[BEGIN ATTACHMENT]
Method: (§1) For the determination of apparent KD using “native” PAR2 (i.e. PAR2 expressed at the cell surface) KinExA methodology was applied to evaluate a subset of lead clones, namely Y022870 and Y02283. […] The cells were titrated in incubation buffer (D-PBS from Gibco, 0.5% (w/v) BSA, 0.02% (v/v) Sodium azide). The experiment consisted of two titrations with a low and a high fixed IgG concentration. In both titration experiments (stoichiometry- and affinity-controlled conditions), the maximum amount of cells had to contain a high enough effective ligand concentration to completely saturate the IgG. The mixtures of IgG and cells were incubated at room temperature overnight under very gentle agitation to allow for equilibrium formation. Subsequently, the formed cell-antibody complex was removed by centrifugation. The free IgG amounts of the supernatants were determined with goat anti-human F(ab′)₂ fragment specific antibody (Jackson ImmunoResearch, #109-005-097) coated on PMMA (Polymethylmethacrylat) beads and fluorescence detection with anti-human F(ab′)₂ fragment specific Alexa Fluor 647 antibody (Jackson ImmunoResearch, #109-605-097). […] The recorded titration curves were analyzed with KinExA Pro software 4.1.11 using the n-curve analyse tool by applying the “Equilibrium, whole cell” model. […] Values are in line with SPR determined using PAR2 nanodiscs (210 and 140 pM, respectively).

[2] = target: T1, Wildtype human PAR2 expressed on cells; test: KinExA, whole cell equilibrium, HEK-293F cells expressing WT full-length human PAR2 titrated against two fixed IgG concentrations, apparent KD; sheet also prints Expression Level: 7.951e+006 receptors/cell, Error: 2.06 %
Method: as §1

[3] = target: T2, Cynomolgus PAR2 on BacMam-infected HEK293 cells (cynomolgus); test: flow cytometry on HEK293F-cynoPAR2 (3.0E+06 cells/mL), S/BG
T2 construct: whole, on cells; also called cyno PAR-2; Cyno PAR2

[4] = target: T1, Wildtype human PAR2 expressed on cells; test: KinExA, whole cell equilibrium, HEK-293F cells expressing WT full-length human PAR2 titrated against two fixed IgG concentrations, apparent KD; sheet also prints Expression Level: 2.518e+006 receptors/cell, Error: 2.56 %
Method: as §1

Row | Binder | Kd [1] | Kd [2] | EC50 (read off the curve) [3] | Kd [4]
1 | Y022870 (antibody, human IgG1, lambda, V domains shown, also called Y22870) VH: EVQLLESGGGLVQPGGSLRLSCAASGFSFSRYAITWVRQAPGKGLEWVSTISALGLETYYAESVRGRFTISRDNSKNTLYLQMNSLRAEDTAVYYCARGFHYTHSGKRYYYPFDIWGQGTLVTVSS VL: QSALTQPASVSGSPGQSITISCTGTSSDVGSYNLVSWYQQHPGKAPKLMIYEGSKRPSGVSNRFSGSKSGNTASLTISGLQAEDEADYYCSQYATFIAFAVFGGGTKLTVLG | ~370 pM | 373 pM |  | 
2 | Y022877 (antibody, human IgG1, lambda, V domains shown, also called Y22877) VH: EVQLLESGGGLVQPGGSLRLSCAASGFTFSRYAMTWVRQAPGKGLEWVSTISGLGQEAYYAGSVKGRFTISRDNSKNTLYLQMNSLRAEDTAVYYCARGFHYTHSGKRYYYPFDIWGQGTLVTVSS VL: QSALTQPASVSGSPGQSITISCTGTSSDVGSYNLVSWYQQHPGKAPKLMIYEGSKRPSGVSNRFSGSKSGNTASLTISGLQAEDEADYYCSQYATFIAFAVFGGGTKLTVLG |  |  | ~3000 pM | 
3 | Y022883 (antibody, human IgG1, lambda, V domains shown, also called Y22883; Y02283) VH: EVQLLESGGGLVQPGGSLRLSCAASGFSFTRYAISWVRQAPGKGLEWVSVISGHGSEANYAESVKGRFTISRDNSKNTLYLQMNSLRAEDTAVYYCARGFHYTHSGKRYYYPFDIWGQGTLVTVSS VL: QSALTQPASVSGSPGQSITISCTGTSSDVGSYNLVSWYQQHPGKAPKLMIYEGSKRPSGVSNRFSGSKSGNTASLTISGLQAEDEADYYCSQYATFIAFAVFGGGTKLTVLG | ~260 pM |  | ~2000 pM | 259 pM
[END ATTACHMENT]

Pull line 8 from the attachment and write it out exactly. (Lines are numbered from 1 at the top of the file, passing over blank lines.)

Row | Binder | Kd [1] | Kd [2] | EC50 (read off the curve) [3] | Kd [4]